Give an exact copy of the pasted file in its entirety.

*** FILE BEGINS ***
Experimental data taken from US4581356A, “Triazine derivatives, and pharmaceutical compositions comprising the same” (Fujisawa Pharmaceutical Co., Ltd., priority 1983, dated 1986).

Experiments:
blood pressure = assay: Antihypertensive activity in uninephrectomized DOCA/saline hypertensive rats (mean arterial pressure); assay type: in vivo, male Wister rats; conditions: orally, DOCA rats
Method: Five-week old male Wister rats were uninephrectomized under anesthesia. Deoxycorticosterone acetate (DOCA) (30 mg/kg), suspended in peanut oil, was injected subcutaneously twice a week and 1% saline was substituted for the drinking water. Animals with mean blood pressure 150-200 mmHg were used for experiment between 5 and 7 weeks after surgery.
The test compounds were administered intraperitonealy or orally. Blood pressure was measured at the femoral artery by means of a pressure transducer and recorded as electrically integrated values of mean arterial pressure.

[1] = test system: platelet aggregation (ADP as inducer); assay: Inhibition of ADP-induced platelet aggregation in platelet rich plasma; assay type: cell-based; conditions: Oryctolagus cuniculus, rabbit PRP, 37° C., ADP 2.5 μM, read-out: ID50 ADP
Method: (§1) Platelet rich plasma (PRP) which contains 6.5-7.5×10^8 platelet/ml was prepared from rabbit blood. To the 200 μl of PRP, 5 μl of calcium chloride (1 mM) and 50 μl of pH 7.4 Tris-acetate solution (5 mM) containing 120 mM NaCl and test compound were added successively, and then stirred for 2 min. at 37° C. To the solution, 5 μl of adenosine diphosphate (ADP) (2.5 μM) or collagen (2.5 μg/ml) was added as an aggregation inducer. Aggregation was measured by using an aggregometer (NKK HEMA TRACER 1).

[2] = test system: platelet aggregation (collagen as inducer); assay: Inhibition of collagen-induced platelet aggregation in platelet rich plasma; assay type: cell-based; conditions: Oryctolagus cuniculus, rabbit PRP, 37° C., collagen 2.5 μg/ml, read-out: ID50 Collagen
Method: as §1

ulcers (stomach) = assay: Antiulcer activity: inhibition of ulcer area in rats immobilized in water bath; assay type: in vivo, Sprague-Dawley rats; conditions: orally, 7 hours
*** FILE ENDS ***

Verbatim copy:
Experimental data taken from US4581356A, “Triazine derivatives, and pharmaceutical compositions comprising the same” (Fujisawa Pharmaceutical Co., Ltd., priority 1983, dated 1986).

Experiments:
blood pressure = assay: Antihypertensive activity in uninephrectomized DOCA/saline hypertensive rats (mean arterial pressure); assay type: in vivo, male Wister rats; conditions: orally, DOCA rats
Method: Five-week old male Wister rats were uninephrectomized under anesthesia. Deoxycorticosterone acetate (DOCA) (30 mg/kg), suspended in peanut oil, was injected subcutaneously twice a week and 1% saline was substituted for the drinking water. Animals with mean blood pressure 150-200 mmHg were used for experiment between 5 and 7 weeks after surgery.
The test compounds were administered intraperitonealy or orally. Blood pressure was measured at the femoral artery by means of a pressure transducer and recorded as electrically integrated values of mean arterial pressure.

[1] = test system: platelet aggregation (ADP as inducer); assay: Inhibition of ADP-induced platelet aggregation in platelet rich plasma; assay type: cell-based; conditions: Oryctolagus cuniculus, rabbit PRP, 37° C., ADP 2.5 μM, read-out: ID50 ADP
Method: (§1) Platelet rich plasma (PRP) which contains 6.5-7.5×10^8 platelet/ml was prepared from rabbit blood. To the 200 μl of PRP, 5 μl of calcium chloride (1 mM) and 50 μl of pH 7.4 Tris-acetate solution (5 mM) containing 120 mM NaCl and test compound were added successively, and then stirred for 2 min. at 37° C. To the solution, 5 μl of adenosine diphosphate (ADP) (2.5 μM) or collagen (2.5 μg/ml) was added as an aggregation inducer. Aggregation was measured by using an aggregometer (NKK HEMA TRACER 1).

[2] = test system: platelet aggregation (collagen as inducer); assay: Inhibition of collagen-induced platelet aggregation in platelet rich plasma; assay type: cell-based; conditions: Oryctolagus cuniculus, rabbit PRP, 37° C., collagen 2.5 μg/ml, read-out: ID50 Collagen
Method: as §1

ulcers (stomach) = assay: Antiulcer activity: inhibition of ulcer area in rats immobilized in water bath; assay type: in vivo, Sprague-Dawley rats; conditions: orally, 7 hours